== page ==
On September 2 1812, Napoleon is at Gzhatsk, a town about 95 miles from Moscow and about 30 miles from Borodino, when he receives the letter from the Duke of Ragusa (Marmont) dated July 25, 1812 with news of the loss at Salamanca, Spain. Napoleon is furious. He writes immediately to Général Henri Jacques Guillaume Clarke, his Minister of War, to demand an explanation. Napoleon's letters are reproduced below.
Ghiast, Sept 2, 1812.
Monsieur le Due de Feltre,—I have received the Duke of Ragusa's report on the battle of the 22nd. It is impossible to read anything with less meaning; it is fuller of intricacies and wheelworks than a clock, and it contains not one word of information as to the real state of things.
Here is the view which I take of the affair and of the conduct to be held by you :—
You will wait till the Duke of Ragusa has arrived, till his wounds are cured and his recovery is nearly complete. You will then ask him for a categorical answer to the following questions:—
Why did he offer battle without the orders of his commanderin-chief?
Placed, as he was, by the general dispositions of the army, at Salamanca, it was natural that he should defend himself if attacked; but since he had evacuated Salamanca, and left it several marches behind him, why did he not inform his commander-inchief? Why did he not ask for orders as to his conduct, dependent as that ought to have been on the general system of my armies of Spain?
His insubordination has caused all these disasters. And even supposing that he was not obliged to put himself into communication with his commander-in-chief and to obey his orders, what could have induced him to abandon his defensive position on the Douro, when, without overstraining his imagination, he might have supposed it possible that he might be reinforced by the arrival of the division of dragoons, of 30 pieces of cannon, and by more than 15,000 French troops whom the King had in hand?How could he exchange his defensive for an offensive position, without waiting for the junction and assistance of a corps consisting of from 15,000 to 17,000 men?
The King had ordered the army of the North to despatch its cavalry to his assistance; they were on their way; the Duke of Ragusa must have been aware of it, as the cavalry arrived on the evening after the battle.
There are several marches between Salamanca and Burgos; why did he not make a delay of two days in order to obtain this reinforcement of cavalry, which was of so much consequence to him?
You must demand an explanation of the reasons which induced the Duke of Ragusa to offer battle without the orders of his commander-in-chief, and without waiting for the reinforcements which the King, as commander-in-chief of my armies of Spain, might have collected from the armies of the Centre, of Valencia, and of Andalusia?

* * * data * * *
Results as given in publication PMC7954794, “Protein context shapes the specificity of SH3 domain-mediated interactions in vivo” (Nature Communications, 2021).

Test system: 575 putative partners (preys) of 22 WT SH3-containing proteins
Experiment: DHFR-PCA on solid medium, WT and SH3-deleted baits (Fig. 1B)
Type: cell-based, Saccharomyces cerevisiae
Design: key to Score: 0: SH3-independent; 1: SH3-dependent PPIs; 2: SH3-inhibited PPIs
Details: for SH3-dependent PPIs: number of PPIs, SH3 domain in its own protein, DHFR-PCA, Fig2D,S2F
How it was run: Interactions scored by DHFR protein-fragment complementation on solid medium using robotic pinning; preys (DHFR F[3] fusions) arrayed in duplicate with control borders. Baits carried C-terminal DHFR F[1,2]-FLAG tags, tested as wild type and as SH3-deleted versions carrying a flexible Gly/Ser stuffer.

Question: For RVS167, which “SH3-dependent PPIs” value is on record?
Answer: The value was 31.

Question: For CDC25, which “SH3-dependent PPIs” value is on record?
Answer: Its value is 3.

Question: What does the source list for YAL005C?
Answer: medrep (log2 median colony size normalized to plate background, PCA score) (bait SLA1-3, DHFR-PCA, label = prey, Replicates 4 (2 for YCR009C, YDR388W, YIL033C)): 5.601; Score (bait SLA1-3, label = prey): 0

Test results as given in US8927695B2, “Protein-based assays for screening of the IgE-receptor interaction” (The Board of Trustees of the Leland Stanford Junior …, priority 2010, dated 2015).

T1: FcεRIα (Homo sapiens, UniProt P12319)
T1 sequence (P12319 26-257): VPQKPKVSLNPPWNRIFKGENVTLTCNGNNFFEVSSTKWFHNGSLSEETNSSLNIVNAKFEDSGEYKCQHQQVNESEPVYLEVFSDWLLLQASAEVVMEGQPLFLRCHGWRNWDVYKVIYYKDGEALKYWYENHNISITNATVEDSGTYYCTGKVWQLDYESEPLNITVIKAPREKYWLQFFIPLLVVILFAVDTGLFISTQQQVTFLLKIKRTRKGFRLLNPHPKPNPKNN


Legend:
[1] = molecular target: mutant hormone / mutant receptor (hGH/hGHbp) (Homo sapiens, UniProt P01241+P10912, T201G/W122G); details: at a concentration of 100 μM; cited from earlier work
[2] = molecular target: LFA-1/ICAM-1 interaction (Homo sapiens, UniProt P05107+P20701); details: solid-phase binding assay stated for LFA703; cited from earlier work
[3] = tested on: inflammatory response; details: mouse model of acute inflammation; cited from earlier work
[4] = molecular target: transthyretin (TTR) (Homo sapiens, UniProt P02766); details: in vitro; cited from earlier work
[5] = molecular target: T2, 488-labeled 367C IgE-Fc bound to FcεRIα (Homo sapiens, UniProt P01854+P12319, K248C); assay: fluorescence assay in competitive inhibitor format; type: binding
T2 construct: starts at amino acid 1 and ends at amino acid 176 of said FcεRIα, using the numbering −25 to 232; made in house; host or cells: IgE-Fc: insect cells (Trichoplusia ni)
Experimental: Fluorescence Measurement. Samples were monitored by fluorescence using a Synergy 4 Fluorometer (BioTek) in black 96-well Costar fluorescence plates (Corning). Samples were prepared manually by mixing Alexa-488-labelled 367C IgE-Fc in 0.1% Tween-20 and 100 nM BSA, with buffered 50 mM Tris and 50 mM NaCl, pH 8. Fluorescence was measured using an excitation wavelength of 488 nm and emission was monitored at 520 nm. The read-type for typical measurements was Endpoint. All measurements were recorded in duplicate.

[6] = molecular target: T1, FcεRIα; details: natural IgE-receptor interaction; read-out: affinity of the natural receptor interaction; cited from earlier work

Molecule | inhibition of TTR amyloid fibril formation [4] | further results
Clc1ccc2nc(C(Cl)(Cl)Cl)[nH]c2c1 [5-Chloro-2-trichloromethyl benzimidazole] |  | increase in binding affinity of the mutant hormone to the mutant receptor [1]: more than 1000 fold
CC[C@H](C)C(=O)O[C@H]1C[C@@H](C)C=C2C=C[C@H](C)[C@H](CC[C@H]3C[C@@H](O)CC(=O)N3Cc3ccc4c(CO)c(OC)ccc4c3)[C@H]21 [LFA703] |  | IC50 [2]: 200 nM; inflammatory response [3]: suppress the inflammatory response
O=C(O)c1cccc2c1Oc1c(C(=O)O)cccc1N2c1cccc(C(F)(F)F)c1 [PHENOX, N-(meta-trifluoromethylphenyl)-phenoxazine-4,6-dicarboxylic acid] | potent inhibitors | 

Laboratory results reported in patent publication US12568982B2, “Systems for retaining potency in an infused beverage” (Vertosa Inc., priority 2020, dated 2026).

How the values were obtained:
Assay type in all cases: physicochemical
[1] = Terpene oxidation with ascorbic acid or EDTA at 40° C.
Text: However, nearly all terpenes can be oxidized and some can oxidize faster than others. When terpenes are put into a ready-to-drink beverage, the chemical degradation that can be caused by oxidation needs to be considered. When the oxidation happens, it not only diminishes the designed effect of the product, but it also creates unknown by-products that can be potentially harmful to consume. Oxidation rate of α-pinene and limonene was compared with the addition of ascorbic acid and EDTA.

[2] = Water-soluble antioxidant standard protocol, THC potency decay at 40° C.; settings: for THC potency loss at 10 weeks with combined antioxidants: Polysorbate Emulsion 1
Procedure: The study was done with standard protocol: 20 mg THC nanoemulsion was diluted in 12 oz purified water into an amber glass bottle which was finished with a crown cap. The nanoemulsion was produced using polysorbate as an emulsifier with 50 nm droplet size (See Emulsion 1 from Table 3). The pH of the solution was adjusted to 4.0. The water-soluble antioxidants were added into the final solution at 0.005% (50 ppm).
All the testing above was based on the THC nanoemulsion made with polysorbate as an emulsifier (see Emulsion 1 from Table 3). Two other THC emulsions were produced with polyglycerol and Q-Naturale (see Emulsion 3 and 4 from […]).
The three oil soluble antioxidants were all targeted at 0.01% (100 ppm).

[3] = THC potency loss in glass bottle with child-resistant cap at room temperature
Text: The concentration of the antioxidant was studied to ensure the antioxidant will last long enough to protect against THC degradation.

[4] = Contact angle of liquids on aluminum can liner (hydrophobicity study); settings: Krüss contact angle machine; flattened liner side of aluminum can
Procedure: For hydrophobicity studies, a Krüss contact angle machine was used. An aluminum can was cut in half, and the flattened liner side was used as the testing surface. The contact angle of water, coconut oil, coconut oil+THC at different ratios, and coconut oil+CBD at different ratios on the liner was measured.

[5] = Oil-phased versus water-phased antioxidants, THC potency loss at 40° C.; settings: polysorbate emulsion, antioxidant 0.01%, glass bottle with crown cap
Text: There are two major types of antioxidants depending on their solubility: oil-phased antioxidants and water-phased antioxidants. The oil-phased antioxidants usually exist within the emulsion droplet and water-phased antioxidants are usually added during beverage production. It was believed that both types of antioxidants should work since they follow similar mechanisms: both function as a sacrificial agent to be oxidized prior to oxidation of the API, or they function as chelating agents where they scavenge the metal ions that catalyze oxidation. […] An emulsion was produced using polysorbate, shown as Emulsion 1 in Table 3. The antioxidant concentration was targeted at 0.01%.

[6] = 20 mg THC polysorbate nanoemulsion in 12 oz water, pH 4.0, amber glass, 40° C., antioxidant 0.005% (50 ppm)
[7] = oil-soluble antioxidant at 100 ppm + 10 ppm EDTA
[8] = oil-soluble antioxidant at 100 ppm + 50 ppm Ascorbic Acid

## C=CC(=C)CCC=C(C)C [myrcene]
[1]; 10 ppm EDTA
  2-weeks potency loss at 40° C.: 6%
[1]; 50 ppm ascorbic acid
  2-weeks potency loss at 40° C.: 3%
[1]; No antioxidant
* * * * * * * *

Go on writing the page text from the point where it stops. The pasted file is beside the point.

The army of the Centre alone furnished 15,000 men and 2500 horse, which might have arrived at the very time when the Duke of Ragusa was occasioning the defeat of the French army; indeed, from his two armies the King might have brought to him 40,000 men.
Again, when the Duke of Ragusa knew that 1500 horse were on their way to him from Burgos, why did he not await their arrival?
Putting these two circumstances together—his taking up the offensive without the orders of his commander-in-chief, and his not postponing the battle for two days in order to receive the 15,000 infantry which the King was bringing to him, and the 1500 cavalry which were coming to him from the army of the North—one is inclined to think that the Duke of Ragusa was afraid of the King's sharing in his success, and that he sacrificed to personal vanity the glory of his country and the good of my service.
Order the generals of divisions to send returns of their losses. It is intolerable that false accounts should be sent and the truth disguised.
Order General Clausel, who is in command of the army, to send a return of the troops before as well as after the battle.
Ask the generals of the different corps also for precise returns.
At a fitting moment you will let the Duke of Ragusa know how much I am offended by his inexplicable conduct in not waiting two days for succours from the armies of the Centre and of the North.
I am anxiously expecting the arrival of the King's aide-decamp, that I may obtain some real information; what the King has written is of little value.
Napoleon To Claeke.
Ghlast, Sept 2,1812.
M. le Due de Feltre,—I think it advisable to put the Duke of Ragusa's justification into the 'Moniteur.' You must also insert the staff officer's report, describing the subsequent state of things, and an article, with the date of the day on which the King with his troops reached Olmedo, and that on which the cavalry from the army of the north arrived.
Ask General Clausel also to send you a detailed report, to be inserted in the 'Moniteur,' with some passages softened. The public will thus understand what has happened, and will see that the check which the Duke of Ragusa has sustained does not prevent our affairs in Spain from being prosperous, as our armies are excellent, and our losses are about equal to those of the enemy.